More Fun With DIY ROVs

Ever since I discovered the article about the $99 home made ROV, I’ve been all excited about building my own and using it to attach decent lines onto wrecks that are below 300 feet. In other words, wrecks that are deep enough to dive on technical scuba, but too deep to spend bottom time searching for. Since the $99 ROV does not have thrusters, I set out about finding a way to build some when I discovered Doug Jackson’s article about his adventures building this ROV named BOB. I have say, I really like his design! Not only does it use reasonably priced parts, but he’s been very clever in how he has used modified vintage Atari video game controllers and relays to drive the thing.

Here is a quick overview of what he has used:

  • Five, 500 gpm Johnson Bilge Pumps as thrusters. He got them for $10 each, but they now cost about $20 when you buy them from Boater’s World.
  • Atari vintage joysticks from eBay
  • PVC pipe, epoxy, wire ties, and Cat 5 cable from the local hardware store.
  • A 9V battery to power the relays
  • A 12V battery to power the pumps
  • An Atlantisâ„¢ Guide View Underwater Camera System
  • A television to serve as the monitor

Doug provides very detailed directions on how by constructed BOB, and even talks about how a person might modify the pumps to be fitted with propellers, thereby making the ROV more effective in areas of heavier current.

In BOB’s lake trial, it was tested to 60 feet and performed well. A neutrally buoyant tether cable was obtained by attaching 1 foot sections of foam pipe insulation every 6 to eight feet. Telling how close the ROV was to objects was apparently difficult, and Doug mentions that it either needs better lighting or lasers that cross 6 feet in front of the device might be of help.

Here are some direct links to areas of interest on Doug’s site:

Again, I really like Doug’s design. I think the most challenging improvements would be to increase the thrust by using propellers and to prevent the pumps from flooding under greater pressure. I’m also not sure about how one could manage the voltage drop over a longer tether cable. I don’t believe the design, as it is, can make it 400 feet down to the S.S. Tahoe, but I do see it making the dive with some HID light, tighter seals, and a little more thrust.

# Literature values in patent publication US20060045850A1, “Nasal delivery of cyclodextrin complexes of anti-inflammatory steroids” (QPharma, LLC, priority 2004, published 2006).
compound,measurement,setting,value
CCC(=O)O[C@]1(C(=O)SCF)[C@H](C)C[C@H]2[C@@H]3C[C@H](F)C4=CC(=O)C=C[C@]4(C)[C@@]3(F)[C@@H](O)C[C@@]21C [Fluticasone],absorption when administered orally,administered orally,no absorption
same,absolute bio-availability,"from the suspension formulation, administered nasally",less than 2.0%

12 thoughts on “More Fun With DIY ROVs

  1. What about using one or more motors & propellors from cheap electric trolling motors? You should be able to get your hands on a cheap one with 50 pounds of thrust (which easily pushes a 15 foot boat around) for not too much $$.

  2. That’s a good idea… There can be no doubt that it would have the thrust needed to battle currents. I wonder if the seals in those motors can take 400 feet? It would be like a little ROV race car!

  3. Actually I’m not sure you have to worry about seals; it’s been a while, but I do remember hearing at some point that 12 volt motors will continue to work underwater because the voltage isn’t high enough to cause shorts through water. I’m pretty sure that was on an episode of junkyard wars where they were making torpedo propellors out of car radiator fans.

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    • i wud lyk to know abt the thrust available by using computer fans as propellers for my rov .wud it be gud enough to go down to depths of 1metre.plzzz reply soon!!

  6. Small 12 volt DC motors run in fresh water quiet well. I run them under water to break them in for my RC air planes. HOWEVER,, Salt water does carry current so I would advise you fill them with oil as suggested. BUT it must be light oil or it will cause a LOT of drag.. IF you use a 12 volt DC trolling motor NEVER run it out of water expecailly filled with oil..It can heat up quickly and the oil inside may hurt you..Then again for short burst’s the oil may keep it cooler than no oil. BUT I mean short burst’s like less than one minute..This idea is very interesting to me. I just built my own shallow water diving system and am continually trying to improve on it…

  7. It doesn’t have alot of thrust, but will get you where you wanna go, but submersible bilge pumps are pretty good. Don’t look pretty but are already sealed and will handle quite a bit of depth.

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